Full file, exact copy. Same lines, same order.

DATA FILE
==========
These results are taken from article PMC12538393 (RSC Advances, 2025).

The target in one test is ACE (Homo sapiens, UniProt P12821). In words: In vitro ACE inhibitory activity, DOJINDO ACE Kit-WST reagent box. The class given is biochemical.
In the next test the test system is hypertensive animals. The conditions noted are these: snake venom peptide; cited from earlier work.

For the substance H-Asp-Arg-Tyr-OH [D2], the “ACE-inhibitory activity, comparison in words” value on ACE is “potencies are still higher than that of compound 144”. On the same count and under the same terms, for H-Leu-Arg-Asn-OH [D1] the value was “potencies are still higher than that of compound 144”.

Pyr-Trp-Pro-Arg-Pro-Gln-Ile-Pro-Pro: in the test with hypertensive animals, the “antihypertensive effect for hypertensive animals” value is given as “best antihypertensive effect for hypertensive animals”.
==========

These results are taken from article PMC12538393 (RSC Advances, 2025).

The target in one test is ACE (Homo sapiens, UniProt P12821). In words: In vitro ACE inhibitory activity, DOJINDO ACE Kit-WST reagent box. The class given is biochemical.
In the next test the test system is hypertensive animals. The conditions noted are these: snake venom peptide; cited from earlier work.

For the substance H-Asp-Arg-Tyr-OH [D2], the “ACE-inhibitory activity, comparison in words” value on ACE is “potencies are still higher than that of compound 144”. On the same count and under the same terms, for H-Leu-Arg-Asn-OH [D1] the value was “potencies are still higher than that of compound 144”.

Pyr-Trp-Pro-Arg-Pro-Gln-Ile-Pro-Pro: in the test with hypertensive animals, the “antihypertensive effect for hypertensive animals” value is given as “best antihypertensive effect for hypertensive animals”.